AI-powered analysis accurately reflects risk of cognitive decline and Alzheimer’s disease based on brain age

“People age at different rates, and so do tissue types in the body. We know this colloquially when we say, ‘So-and-so is forty, but looks thirty. The same idea applies to the brain. The brain of a forty-year-old may look as ‘young’ as the brain of a thirty-year-old, or it may look as ‘old’ as that of a sixty-year-old.”

A more accurate alternative to existing methods

Irimia and his team collated the brain MRIs of 4,681 cognitively normal participants, some of whom went on to develop cognitive decline or Alzheimer’s disease later in life.

Using these data, they created an AI model called a neural network to predict participants’ ages from their brain MRIs. First, the researchers trained the network to produce detailed anatomic brain maps that reveal subject-specific patterns of aging. They then compared the perceived (biological) brain ages with the actual (chronological) ages of study participants. The greater the difference between the two, the worse the participants’ cognitive scores, which reflect Alzheimer’s risk

The results show that the team’s model can predict the true (chronological) ages of cognitively normal participants with an average absolute error of 2.3 years, which is about one year more accurate than an existing, award-winning model for brain age estimation that used a different neural network architecture.

“Interpretable AI can become a powerful tool for assessing the risk for Alzheimer’s and other neurocognitive diseases,” said Irimia, who also holds faculty positions with the USC Viterbi School of Engineering and USC Dornsife College of Letters, Arts and Sciences. “The earlier we can identify people at high risk for Alzheimer’s disease, the earlier clinicians can intervene with treatment options, monitoring, and disease management. What makes AI especially powerful is its ability to pick up on subtle and complex features of aging that other methods cannot and that are key in identifying a person’s risk many years before they develop the condition.”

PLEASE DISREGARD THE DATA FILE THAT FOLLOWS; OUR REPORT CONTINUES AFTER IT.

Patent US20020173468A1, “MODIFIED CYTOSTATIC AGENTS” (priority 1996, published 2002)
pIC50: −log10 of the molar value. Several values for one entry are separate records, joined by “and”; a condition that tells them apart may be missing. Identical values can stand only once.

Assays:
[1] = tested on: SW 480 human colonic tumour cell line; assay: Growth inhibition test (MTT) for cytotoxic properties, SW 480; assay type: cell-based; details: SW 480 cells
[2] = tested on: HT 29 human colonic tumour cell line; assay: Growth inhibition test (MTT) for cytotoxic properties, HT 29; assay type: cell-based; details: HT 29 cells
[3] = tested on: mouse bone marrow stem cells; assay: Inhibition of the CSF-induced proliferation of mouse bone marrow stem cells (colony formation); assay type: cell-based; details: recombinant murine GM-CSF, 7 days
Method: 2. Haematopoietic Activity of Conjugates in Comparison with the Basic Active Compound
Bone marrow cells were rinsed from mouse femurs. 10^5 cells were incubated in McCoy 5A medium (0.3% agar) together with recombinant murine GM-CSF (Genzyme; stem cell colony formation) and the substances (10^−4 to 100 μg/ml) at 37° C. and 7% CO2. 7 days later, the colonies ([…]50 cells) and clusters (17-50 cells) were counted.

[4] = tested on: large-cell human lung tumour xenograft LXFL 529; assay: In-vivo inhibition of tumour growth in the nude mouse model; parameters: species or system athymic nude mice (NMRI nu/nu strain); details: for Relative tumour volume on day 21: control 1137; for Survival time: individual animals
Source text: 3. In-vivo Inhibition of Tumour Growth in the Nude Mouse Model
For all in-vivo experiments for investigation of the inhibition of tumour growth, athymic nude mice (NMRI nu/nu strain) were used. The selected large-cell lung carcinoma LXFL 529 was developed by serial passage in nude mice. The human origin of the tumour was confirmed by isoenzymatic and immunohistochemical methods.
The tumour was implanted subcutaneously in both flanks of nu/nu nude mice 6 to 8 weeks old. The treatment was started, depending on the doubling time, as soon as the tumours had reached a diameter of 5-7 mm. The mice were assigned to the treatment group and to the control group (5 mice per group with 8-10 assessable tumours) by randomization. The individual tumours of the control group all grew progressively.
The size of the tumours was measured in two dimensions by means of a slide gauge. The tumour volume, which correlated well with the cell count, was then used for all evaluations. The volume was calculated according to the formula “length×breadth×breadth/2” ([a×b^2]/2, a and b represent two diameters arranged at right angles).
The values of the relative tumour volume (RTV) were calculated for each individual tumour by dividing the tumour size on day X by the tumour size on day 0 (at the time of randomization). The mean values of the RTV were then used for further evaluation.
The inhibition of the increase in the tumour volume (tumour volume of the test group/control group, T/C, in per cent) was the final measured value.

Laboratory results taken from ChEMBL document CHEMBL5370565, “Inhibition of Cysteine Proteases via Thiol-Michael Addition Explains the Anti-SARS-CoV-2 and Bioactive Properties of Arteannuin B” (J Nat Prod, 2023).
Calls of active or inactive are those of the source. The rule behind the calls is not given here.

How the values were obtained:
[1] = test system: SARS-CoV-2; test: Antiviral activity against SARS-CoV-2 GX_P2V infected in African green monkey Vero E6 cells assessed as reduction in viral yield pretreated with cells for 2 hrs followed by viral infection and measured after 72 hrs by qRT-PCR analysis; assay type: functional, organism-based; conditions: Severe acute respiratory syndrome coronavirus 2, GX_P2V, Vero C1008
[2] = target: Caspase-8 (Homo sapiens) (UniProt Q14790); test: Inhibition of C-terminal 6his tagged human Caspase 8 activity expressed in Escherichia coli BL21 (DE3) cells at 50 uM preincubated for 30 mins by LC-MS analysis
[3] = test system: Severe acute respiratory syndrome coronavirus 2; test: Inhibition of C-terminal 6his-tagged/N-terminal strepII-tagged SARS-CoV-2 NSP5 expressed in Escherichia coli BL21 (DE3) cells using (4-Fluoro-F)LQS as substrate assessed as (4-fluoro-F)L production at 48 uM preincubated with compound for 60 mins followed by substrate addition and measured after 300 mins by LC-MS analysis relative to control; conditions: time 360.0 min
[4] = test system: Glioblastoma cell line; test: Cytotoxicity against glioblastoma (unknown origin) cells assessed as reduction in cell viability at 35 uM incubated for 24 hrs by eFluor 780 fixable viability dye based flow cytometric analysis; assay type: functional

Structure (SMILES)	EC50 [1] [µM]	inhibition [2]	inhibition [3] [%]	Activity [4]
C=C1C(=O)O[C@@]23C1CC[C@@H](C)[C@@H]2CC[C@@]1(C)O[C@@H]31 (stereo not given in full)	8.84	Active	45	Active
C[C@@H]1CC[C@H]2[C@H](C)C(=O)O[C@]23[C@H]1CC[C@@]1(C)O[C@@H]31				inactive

Brains age differently according to sex

The new model also reveals sex-specific differences in how aging varies across brain regions. Certain parts of the brain age faster in males than in females, and vice versa.

Males, who are at higher risk of motor impairment due to Parkinson’s disease, experience faster aging in the brain’s motor cortex, an area responsible for motor function. Findings also show that, among females, typical aging may be relatively slower in the right hemisphere of the brain.

An emerging field of study shows promise for personalized medicine

Applications of this work extend far beyond disease risk assessment. Irimia envisions a world in which the novel deep learning methods developed as part of the study are used to help people understand how fast they are aging in general.

“One of the most important applications of our work is its potential to pave the way for tailored interventions that address the unique aging patterns of every individual,” Irimia said.

“Many people would be interested in knowing their true rate of aging. The information could give us hints about different lifestyle changes or interventions that a person could adopt to improve their overall health and well-being. Our methods could be used to design patient-centered treatment plans and personalized maps of brain aging that may be of interest to people with different health needs and goals.”

2 Comments

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2 responses to “AI-powered analysis accurately reflects risk of cognitive decline and Alzheimer’s disease based on brain age

  1. How interesting! There is actually a similar AI-analysis test on the market already–the NeuroQuant MRI. While the neurologist read the MRI as normal, the AI’s volumetric assessment suggested I have Alzheimer’s. Based on the areas of atrophy and edema, they can determine which type of Alzheimer’s disease one has.

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